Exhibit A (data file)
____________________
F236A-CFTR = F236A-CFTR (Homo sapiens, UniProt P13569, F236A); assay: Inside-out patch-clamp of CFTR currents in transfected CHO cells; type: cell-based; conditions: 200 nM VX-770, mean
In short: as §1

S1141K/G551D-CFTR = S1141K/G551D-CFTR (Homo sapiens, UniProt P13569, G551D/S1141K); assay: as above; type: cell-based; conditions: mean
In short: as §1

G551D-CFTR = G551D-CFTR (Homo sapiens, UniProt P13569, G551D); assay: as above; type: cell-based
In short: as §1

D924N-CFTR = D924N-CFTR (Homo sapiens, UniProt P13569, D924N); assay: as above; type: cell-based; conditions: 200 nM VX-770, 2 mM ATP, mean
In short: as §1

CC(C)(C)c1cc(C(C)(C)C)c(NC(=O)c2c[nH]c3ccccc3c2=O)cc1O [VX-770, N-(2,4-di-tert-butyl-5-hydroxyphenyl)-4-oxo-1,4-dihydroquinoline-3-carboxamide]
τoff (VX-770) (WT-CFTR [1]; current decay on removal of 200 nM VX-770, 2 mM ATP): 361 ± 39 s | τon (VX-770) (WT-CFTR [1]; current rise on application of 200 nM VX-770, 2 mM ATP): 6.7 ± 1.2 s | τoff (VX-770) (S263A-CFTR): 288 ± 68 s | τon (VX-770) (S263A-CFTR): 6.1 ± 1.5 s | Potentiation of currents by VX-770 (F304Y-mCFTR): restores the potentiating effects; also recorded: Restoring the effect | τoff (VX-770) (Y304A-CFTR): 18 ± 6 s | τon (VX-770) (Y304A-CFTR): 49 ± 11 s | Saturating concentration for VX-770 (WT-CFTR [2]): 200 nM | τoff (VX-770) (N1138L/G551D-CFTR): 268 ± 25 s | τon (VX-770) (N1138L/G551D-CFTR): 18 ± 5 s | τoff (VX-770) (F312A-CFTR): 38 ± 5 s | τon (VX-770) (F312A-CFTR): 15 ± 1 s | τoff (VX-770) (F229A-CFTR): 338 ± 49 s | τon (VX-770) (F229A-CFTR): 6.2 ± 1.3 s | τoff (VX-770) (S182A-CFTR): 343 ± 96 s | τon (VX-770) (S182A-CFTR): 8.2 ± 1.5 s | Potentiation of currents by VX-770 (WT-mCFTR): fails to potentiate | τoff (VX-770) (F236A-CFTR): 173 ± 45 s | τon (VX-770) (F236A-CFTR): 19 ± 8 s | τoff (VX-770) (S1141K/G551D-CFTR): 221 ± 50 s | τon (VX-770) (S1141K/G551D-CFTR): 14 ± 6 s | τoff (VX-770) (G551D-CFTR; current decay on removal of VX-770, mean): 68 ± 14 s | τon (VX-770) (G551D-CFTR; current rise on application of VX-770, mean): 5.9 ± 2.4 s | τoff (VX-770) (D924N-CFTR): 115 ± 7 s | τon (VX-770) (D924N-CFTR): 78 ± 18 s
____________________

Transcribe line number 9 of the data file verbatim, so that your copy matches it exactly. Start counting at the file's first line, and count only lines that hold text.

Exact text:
CC(C)(C)c1cc(C(C)(C)C)c(NC(=O)c2c[nH]c3ccccc3c2=O)cc1O [VX-770, N-(2,4-di-tert-butyl-5-hydroxyphenyl)-4-oxo-1,4-dihydroquinoline-3-carboxamide]